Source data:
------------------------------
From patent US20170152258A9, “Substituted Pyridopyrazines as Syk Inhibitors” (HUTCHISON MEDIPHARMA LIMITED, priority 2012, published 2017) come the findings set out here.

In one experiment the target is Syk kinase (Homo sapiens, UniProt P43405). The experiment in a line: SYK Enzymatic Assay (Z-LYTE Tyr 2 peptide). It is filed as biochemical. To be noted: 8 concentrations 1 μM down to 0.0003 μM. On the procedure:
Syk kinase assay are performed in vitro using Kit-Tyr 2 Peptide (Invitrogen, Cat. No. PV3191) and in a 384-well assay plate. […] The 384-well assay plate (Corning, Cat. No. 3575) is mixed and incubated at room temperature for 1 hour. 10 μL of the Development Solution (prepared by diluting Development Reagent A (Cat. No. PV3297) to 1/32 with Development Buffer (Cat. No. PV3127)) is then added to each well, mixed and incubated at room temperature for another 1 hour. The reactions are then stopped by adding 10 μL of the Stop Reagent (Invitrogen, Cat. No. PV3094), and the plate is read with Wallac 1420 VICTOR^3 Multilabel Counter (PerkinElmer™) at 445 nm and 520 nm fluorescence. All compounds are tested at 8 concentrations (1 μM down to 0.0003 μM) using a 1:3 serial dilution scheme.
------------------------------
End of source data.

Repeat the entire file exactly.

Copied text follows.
From patent US20170152258A9, “Substituted Pyridopyrazines as Syk Inhibitors” (HUTCHISON MEDIPHARMA LIMITED, priority 2012, published 2017) come the findings set out here.

In one experiment the target is Syk kinase (Homo sapiens, UniProt P43405). The experiment in a line: SYK Enzymatic Assay (Z-LYTE Tyr 2 peptide). It is filed as biochemical. To be noted: 8 concentrations 1 μM down to 0.0003 μM. On the procedure:
Syk kinase assay are performed in vitro using Kit-Tyr 2 Peptide (Invitrogen, Cat. No. PV3191) and in a 384-well assay plate. […] The 384-well assay plate (Corning, Cat. No. 3575) is mixed and incubated at room temperature for 1 hour. 10 μL of the Development Solution (prepared by diluting Development Reagent A (Cat. No. PV3297) to 1/32 with Development Buffer (Cat. No. PV3127)) is then added to each well, mixed and incubated at room temperature for another 1 hour. The reactions are then stopped by adding 10 μL of the Stop Reagent (Invitrogen, Cat. No. PV3094), and the plate is read with Wallac 1420 VICTOR^3 Multilabel Counter (PerkinElmer™) at 445 nm and 520 nm fluorescence. All compounds are tested at 8 concentrations (1 μM down to 0.0003 μM) using a 1:3 serial dilution scheme.